Francesco Cecconi


2021

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AMuSE-WSD: An All-in-one Multilingual System for Easy Word Sense Disambiguation
Riccardo Orlando | Simone Conia | Fabrizio Brignone | Francesco Cecconi | Roberto Navigli
Proceedings of the 2021 Conference on Empirical Methods in Natural Language Processing: System Demonstrations

Over the past few years, Word Sense Disambiguation (WSD) has received renewed interest: recently proposed systems have shown the remarkable effectiveness of deep learning techniques in this task, especially when aided by modern pretrained language models. Unfortunately, such systems are still not available as ready-to-use end-to-end packages, making it difficult for researchers to take advantage of their performance. The only alternative for a user interested in applying WSD to downstream tasks is to rely on currently available end-to-end WSD systems, which, however, still rely on graph-based heuristics or non-neural machine learning algorithms. In this paper, we fill this gap and propose AMuSE-WSD, the first end-to-end system to offer high-quality sense information in 40 languages through a state-of-the-art neural model for WSD. We hope that AMuSE-WSD will provide a stepping stone for the integration of meaning into real-world applications and encourage further studies in lexical semantics. AMuSE-WSD is available online at http://nlp.uniroma1.it/amuse-wsd.

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InVeRo-XL: Making Cross-Lingual Semantic Role Labeling Accessible with Intelligible Verbs and Roles
Simone Conia | Riccardo Orlando | Fabrizio Brignone | Francesco Cecconi | Roberto Navigli
Proceedings of the 2021 Conference on Empirical Methods in Natural Language Processing: System Demonstrations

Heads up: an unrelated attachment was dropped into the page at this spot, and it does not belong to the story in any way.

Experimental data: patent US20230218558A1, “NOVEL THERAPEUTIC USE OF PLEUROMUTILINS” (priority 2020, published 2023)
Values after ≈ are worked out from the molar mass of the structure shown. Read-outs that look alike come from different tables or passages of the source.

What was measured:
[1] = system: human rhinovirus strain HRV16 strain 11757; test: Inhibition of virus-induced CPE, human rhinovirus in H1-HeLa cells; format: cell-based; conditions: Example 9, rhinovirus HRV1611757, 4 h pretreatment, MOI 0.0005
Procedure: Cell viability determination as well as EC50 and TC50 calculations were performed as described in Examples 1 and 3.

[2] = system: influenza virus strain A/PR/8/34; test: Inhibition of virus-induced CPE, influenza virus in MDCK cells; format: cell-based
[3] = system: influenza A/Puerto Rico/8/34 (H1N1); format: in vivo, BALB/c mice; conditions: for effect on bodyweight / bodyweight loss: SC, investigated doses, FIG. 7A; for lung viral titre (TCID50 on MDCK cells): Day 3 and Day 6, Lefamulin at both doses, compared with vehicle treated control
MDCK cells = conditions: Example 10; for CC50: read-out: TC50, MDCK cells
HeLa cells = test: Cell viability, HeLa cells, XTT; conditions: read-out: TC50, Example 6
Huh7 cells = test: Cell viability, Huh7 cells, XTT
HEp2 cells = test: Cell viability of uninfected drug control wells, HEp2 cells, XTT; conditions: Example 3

Notwithstanding the growing interest in cross-lingual techniques for Natural Language Processing, there has been a surprisingly small number of efforts aimed at the development of easy-to-use tools for cross-lingual Semantic Role Labeling. In this paper, we fill this gap and present InVeRo-XL, an off-the-shelf state-of-the-art system capable of annotating text with predicate sense and semantic role labels from 7 predicate-argument structure inventories in more than 40 languages. We hope that our system – with its easy-to-use RESTful API and Web interface – will become a valuable tool for the research community, encouraging the integration of sentence-level semantics into cross-lingual downstream tasks. InVeRo-XL is available online at http://nlp.uniroma1.it/invero.

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WikiNEuRal: Combined Neural and Knowledge-based Silver Data Creation for Multilingual NER
Simone Tedeschi | Valentino Maiorca | Niccolò Campolungo | Francesco Cecconi | Roberto Navigli
Findings of the Association for Computational Linguistics: EMNLP 2021